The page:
The Fortune 500 Insider Network is an online community where top executives from the Fortune 500 share ideas and offer leadership advice with Fortune’s global audience. Brad Hewitt, CEO of Thrivent Financial, has answered the question: In choosing a career, how much should pay matter?
A few years ago, Economist Angus Deaton and Psychologist Daniel Kahneman of Princeton University discovered an interesting fact about the relationship between money and happiness. After analyzing responses from 450,000 Americans polled by Gallup and Healthways in 2008 and 2009, they concluded that day-to-day happiness in America doesn’t rise once people have a household income of more than $75,000 per year.
The study found a correlation between lower incomes and higher stress and dissatisfaction in life — up to a household income of $75,000. At that point, the authors suggest, people probably have enough expendable cash to do things that make them feel good. But from that point on, making more money doesn’t make people happier. In fact, this study suggests that having a lot of money can cause insecurity, which could also lead people to stay in positions or careers they don’t necessarily find fulfilling.
I almost did.
Years before joining Thrivent, I was working in Minneapolis for a Lutheran organization that provided loans and other planning services to churches. My wife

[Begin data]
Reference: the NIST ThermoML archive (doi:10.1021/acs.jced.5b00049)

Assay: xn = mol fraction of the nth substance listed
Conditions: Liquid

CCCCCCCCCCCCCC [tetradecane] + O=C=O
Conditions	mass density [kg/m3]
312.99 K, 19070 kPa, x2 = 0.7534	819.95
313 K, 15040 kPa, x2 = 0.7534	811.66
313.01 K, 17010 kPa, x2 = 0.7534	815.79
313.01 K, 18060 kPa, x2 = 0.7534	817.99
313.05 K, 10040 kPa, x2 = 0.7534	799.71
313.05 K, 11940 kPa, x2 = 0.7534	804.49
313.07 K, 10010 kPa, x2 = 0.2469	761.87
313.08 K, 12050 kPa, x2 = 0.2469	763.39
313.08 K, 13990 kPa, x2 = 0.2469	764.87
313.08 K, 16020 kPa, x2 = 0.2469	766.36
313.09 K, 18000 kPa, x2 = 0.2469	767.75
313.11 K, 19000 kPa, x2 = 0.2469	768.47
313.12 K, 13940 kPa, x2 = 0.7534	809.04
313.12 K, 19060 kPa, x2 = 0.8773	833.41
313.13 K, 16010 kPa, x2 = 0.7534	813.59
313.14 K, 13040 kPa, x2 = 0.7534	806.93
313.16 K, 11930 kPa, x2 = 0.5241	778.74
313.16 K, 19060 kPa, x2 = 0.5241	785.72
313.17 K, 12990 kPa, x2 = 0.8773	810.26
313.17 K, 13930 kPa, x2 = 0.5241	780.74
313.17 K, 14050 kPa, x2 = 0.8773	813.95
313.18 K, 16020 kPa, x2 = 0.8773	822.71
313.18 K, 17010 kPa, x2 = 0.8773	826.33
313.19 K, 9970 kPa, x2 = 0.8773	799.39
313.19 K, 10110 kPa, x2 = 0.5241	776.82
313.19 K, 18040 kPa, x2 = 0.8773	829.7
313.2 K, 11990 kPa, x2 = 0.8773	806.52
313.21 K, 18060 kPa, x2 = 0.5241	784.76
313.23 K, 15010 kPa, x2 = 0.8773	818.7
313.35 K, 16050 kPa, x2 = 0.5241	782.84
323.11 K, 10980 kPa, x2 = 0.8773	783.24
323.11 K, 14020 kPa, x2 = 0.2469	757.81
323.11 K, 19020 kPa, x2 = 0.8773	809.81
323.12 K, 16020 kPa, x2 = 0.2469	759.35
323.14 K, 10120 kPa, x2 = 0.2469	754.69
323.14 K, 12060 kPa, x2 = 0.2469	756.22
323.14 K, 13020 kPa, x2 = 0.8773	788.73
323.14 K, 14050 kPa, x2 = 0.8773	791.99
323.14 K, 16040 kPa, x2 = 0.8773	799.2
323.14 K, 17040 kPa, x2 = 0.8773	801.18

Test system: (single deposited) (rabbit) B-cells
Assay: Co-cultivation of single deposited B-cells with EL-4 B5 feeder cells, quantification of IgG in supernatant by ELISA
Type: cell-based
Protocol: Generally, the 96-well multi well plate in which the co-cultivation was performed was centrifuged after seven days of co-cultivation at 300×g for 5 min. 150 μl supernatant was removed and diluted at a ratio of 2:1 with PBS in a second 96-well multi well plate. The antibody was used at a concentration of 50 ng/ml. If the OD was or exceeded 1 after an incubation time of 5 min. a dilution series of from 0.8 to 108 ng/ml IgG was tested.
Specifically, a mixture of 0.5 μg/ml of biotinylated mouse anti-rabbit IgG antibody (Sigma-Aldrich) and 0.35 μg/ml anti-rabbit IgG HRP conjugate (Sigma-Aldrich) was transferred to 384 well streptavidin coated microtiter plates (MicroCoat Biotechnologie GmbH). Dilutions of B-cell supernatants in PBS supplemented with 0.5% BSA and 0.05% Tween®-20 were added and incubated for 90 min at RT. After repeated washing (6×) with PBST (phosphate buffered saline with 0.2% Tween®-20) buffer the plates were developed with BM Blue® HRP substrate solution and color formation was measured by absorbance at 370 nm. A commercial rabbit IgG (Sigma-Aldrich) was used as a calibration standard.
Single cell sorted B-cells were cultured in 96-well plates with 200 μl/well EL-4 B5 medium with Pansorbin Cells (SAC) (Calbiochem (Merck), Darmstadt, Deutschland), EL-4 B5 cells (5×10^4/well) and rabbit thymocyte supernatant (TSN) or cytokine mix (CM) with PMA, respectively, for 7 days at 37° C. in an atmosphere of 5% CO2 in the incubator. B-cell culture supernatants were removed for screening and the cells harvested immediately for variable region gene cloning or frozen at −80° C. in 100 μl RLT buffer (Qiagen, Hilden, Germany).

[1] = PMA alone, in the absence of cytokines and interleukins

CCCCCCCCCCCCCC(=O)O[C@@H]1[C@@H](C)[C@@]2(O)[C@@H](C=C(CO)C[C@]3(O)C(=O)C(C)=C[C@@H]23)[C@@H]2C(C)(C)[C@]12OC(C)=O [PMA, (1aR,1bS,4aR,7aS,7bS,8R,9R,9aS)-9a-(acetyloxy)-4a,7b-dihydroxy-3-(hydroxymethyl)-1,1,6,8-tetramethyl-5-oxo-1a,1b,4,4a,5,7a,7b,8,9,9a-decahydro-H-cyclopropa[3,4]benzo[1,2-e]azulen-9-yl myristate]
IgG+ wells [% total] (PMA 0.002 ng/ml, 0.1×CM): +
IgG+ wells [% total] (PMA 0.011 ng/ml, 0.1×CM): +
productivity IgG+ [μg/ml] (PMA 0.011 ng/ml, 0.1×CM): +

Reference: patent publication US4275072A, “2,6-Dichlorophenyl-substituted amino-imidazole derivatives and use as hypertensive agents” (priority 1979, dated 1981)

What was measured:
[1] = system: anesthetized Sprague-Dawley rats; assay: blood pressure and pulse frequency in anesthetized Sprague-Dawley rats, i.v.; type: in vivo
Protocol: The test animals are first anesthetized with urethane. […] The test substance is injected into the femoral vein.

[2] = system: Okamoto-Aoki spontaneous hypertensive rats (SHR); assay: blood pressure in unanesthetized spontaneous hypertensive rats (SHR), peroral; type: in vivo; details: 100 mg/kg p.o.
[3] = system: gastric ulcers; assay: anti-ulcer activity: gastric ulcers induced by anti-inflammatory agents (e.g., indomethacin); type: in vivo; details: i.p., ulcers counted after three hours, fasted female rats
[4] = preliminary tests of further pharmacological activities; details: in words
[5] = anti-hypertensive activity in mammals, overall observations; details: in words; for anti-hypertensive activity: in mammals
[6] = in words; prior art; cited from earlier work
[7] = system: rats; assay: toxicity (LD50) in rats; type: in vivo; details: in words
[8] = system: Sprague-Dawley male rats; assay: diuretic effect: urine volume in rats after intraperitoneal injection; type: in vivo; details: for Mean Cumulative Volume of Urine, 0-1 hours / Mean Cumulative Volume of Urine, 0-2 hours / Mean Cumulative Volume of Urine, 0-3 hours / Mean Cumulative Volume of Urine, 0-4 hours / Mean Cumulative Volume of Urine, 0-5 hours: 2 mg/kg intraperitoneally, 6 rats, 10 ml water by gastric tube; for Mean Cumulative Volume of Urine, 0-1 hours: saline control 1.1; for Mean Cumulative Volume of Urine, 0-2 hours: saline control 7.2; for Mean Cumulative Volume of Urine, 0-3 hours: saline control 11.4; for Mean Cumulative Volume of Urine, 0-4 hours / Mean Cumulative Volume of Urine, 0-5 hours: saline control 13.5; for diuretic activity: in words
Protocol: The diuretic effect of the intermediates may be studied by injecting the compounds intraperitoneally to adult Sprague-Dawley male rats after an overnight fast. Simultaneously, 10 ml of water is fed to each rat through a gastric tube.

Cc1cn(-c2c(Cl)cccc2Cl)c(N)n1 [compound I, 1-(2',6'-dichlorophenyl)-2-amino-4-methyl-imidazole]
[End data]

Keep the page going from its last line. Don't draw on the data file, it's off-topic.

and I had just moved our family to a house we hoped would be our home for a long time. We were surrounded by great friends and life was good. Then I heard I was being considered as a candidate for a position within our larger church body in St. Louis, Mo.
The job paid far less than I had been making before I started working for the Lutheran body, and my family and I weren’t really keen on leaving the Twin Cities. But after much prayer and conversation, we knew that we would be much happier if we took the opportunity and adjusted our lifestyle to fit what we felt we were supposed to do.
The role that I held in Missouri is part of what led me to later join Thrivent Financial as a senior vice president and eventually as president and CEO. If I had ignored the direction I felt I was supposed to go because it didn’t pay enough, I’m not sure I’d be enjoying the fulfilling experience today of leading the largest fraternal benefits society in the nation.
Ensuring that you can financially provide for yourself and your family should be a sincere consideration when choosing a career. One thing many people fail to recognize, however, is that most career paths will end up leading to that level of financial security. If you only look at financial compensation, you might miss out on living your purpose and calling in life.